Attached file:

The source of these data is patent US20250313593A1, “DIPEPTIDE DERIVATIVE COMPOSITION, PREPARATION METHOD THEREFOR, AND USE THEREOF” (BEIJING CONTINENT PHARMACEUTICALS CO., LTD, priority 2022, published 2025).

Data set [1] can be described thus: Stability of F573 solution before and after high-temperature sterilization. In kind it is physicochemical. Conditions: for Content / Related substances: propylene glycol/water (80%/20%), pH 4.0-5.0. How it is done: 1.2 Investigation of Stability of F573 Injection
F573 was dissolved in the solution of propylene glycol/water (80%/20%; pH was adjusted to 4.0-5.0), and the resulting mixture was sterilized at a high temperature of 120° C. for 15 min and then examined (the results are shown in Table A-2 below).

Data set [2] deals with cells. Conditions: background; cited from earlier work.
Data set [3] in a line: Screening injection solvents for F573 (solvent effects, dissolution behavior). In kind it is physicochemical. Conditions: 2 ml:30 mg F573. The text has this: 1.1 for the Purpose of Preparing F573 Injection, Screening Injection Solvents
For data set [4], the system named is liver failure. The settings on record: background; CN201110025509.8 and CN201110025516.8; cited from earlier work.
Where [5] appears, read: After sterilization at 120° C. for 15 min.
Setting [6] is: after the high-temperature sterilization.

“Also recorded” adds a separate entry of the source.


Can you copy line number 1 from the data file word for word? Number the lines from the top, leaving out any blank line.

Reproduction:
The source of these data is patent US20250313593A1, “DIPEPTIDE DERIVATIVE COMPOSITION, PREPARATION METHOD THEREFOR, AND USE THEREOF” (BEIJING CONTINENT PHARMACEUTICALS CO., LTD, priority 2022, published 2025).